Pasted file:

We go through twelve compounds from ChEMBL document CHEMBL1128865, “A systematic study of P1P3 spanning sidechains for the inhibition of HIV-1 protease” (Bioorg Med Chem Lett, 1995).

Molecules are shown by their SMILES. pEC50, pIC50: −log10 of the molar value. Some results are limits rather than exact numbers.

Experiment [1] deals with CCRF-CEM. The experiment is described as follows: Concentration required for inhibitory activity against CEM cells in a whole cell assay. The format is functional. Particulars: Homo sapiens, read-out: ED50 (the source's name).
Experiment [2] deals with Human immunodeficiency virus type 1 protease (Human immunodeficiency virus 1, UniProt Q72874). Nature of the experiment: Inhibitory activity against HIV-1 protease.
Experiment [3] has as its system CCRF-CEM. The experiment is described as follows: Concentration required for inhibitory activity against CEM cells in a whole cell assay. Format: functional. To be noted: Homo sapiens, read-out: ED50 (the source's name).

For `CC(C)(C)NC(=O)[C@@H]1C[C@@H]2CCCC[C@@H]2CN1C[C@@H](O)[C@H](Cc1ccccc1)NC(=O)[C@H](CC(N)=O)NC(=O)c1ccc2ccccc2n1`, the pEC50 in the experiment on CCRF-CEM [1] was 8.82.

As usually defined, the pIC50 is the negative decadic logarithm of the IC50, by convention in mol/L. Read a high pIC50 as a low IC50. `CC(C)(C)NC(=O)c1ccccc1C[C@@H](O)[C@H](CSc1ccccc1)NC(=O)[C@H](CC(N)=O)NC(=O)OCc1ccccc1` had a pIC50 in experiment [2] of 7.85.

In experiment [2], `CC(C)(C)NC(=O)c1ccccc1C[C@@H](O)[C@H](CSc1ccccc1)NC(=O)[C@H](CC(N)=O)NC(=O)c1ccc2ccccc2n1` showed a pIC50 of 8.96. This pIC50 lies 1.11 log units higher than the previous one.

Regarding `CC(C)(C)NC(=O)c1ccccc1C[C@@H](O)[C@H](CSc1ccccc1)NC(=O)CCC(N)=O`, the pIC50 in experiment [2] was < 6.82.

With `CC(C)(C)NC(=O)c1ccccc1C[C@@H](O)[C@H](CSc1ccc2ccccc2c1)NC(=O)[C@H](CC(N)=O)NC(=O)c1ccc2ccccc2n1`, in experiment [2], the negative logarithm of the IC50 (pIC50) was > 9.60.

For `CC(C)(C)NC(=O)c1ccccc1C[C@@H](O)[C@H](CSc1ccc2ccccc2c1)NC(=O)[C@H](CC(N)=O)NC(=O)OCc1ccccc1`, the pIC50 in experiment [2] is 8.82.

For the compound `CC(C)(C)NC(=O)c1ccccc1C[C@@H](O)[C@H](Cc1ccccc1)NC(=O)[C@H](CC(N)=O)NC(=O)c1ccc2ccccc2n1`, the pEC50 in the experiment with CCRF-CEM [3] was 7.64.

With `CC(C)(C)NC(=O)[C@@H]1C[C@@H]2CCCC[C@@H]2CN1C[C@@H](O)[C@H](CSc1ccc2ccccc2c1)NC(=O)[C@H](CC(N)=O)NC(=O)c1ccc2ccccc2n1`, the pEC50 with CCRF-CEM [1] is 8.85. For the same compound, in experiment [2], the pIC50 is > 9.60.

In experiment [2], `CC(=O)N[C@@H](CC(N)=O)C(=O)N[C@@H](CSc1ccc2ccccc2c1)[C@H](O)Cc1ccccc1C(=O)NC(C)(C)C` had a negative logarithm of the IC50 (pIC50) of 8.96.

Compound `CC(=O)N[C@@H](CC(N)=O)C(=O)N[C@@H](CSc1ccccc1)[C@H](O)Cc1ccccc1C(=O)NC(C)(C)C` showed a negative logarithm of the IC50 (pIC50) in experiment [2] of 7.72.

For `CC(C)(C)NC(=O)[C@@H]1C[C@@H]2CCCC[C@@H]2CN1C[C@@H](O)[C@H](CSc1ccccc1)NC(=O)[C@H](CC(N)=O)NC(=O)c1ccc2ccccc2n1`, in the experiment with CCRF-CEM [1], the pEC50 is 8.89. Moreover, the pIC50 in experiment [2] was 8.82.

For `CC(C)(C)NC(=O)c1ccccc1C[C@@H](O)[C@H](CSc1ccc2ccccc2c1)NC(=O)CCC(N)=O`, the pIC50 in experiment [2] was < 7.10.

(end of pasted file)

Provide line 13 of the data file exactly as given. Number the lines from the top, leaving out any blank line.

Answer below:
With `CC(C)(C)NC(=O)[C@@H]1C[C@@H]2CCCC[C@@H]2CN1C[C@@H](O)[C@H](CSc1ccc2ccccc2c1)NC(=O)[C@H](CC(N)=O)NC(=O)c1ccc2ccccc2n1`, the pEC50 with CCRF-CEM [1] is 8.85. For the same compound, in experiment [2], the pIC50 is > 9.60.